The Golden Rule of treating others as one’s self would wish to be treated is highly applicable in interpersonal relationships, and as of recently, the dilemma of “ghosting” in the workplace. Don’t hide behind technology as an avoidance vehicle. In today’s connected world, reputation and “reviews” go a long way.

Author: Quyen Pham Regional Director, West Coast

December Contractor of the Month- Brent Danis

posted by Megan Hari |

Congratulations to December’s Contractor of the Month, Brent Danis! Brent is a Senior Technical Product Manager at one of Swoon’s biggest clients in the travel technology industry. He helps execute new business features that are brought in by the company’s product team. By working cross-functionally across the company, he makes sure all business features are being implemented correctly.

Brent was first introduced to Swoon when Technical RecruiterAjla Huseinovic reached out to him as she thought he would be the perfect fit for this role. He said from his very first interaction, his experience with Swoon has been incredible and he wanted to thank Ajla and Jack for helping him land his role.

“It has been awesome working with Swoon, from the phone calls and onboarding to the continued process as a contractor. I have already recommendedSwoon to some of my friends and colleagues.”

Brent’s future career goal is to continue growing and learning in the product management field. Fun Fact: Brent wrote a book about his decade traveling abroad that was published on Amazon.

Keep up the great work, Brent!

Maximize Productivity and Crush Year-End Goals

posted by Megan Hari |

December is here and that means most people are anxiously awaiting the holidays (I know I am). With after work happy hour celebrations, volunteering, and shopping for everyone in your family plus more, this is one of the busiest months of the year. That’s why we need to be aware of how we are spending our time, especially in the workplace. Here are some Swoon tips on how to maximize your productivity and better manage your time so you can crush your year-end goals!


It seems obvious, but like you have heard hundreds of times, if you fail to plan, you plan to fail. Make sure to have a game plan on how to achieve your goals before arriving at the office each day. Many of our recruiters spend time each evening getting together a candidate list to call first thing the next day. Didn’t get to all the day’s emails? Answer them during your morning commute if you take public transit so you don’t have to waste your morning hours with planning and can get straight to the big stuff. Writing out a rough list of what you need to get done for the next day before you leave the office each night can be very helpful. By knowing what needs to get done and setting a task list for exactly how you are going to tackle it, you set yourself up for more success. Bonus points if you write a task list and timeline over the weekend to be a superhero the next week!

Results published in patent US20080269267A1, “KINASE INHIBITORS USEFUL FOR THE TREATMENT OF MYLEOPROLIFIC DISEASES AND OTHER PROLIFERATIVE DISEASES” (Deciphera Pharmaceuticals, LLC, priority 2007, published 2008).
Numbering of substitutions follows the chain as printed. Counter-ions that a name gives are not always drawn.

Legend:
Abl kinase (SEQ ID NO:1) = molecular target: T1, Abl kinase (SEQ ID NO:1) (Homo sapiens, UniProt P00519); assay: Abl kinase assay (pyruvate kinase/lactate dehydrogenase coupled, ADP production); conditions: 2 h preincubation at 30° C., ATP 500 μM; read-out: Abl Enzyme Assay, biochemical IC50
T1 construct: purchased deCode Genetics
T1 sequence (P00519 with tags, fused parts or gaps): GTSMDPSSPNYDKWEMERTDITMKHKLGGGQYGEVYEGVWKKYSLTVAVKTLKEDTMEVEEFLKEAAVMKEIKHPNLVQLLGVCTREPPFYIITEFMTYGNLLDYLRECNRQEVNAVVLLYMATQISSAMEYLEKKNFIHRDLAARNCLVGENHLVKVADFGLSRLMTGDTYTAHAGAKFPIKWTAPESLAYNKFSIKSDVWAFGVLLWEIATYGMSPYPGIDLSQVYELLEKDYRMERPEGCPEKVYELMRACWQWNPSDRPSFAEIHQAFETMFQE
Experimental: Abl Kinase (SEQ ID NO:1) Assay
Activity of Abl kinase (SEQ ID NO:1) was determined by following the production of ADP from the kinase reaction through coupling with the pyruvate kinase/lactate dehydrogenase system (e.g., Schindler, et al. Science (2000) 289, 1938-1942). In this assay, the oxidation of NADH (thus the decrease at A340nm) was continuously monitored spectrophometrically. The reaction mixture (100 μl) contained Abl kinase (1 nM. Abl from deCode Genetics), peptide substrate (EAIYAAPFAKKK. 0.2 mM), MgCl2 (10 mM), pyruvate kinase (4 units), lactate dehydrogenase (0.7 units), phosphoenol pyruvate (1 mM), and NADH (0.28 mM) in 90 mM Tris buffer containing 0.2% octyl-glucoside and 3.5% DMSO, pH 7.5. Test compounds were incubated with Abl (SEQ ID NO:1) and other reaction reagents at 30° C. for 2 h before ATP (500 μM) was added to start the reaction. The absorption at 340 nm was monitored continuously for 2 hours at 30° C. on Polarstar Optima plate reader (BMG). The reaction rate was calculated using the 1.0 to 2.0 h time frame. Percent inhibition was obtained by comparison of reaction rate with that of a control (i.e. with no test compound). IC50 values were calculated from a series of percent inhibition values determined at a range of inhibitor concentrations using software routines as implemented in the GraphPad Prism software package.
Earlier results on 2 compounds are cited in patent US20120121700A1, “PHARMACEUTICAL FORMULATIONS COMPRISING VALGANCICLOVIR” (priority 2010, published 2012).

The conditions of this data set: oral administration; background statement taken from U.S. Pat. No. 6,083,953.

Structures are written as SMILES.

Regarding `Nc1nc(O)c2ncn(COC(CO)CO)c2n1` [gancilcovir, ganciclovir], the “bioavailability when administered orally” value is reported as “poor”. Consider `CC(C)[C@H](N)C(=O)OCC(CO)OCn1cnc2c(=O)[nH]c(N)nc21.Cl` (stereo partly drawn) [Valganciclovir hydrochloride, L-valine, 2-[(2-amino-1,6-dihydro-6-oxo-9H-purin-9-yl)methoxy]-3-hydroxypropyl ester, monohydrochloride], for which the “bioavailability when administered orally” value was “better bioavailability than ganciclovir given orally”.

We’ve all been in meetings where Bob and Jane speak about the same topic in 10 different ways and explain things that could have been sent in a quick email. Frustrating. Try to avoid meetings when possible. Of course, teamwork and collaboration are key, but a quick face to face with someone or grabbing a coffee for 15 minutes can be just what is needed to make sure everyone is on the same page. Think to yourself before scheduling your next meeting: Could I explain this in an email? How many people are collaborating; could a phone call be just as effective if not more so? This tip is not meant to discourage meetings altogether, but simply to remind you to use your, and others, time as efficiently and as wisely as possible.